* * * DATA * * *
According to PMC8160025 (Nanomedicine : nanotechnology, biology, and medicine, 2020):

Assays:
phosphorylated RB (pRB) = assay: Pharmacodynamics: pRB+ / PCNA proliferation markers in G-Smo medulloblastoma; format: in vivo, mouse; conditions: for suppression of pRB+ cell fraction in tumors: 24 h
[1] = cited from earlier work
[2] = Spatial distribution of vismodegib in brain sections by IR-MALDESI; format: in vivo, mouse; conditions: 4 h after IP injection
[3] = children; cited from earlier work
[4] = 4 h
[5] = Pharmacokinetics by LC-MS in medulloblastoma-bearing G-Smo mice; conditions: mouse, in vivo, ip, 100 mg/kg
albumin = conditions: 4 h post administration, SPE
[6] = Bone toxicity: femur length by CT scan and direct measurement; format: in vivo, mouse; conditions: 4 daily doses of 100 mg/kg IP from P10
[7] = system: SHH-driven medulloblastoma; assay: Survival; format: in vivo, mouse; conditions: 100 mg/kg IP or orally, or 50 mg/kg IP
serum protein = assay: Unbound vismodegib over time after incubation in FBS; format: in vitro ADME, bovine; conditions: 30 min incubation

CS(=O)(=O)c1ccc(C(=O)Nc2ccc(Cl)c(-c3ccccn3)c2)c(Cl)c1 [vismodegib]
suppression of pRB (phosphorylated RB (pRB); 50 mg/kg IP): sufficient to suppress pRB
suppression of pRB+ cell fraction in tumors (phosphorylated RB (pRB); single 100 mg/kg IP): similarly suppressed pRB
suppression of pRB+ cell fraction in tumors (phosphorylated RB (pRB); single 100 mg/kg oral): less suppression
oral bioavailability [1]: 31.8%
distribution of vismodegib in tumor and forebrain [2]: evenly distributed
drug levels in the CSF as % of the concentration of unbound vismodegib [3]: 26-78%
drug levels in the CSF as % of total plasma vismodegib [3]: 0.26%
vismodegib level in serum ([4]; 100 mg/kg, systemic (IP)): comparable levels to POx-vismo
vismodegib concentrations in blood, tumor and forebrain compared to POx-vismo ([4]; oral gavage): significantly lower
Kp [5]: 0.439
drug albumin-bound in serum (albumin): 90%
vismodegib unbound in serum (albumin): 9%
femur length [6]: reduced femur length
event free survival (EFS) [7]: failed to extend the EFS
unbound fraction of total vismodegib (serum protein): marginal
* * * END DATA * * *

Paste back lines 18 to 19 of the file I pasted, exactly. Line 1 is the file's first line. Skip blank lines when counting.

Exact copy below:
distribution of vismodegib in tumor and forebrain [2]: evenly distributed
drug levels in the CSF as % of the concentration of unbound vismodegib [3]: 26-78%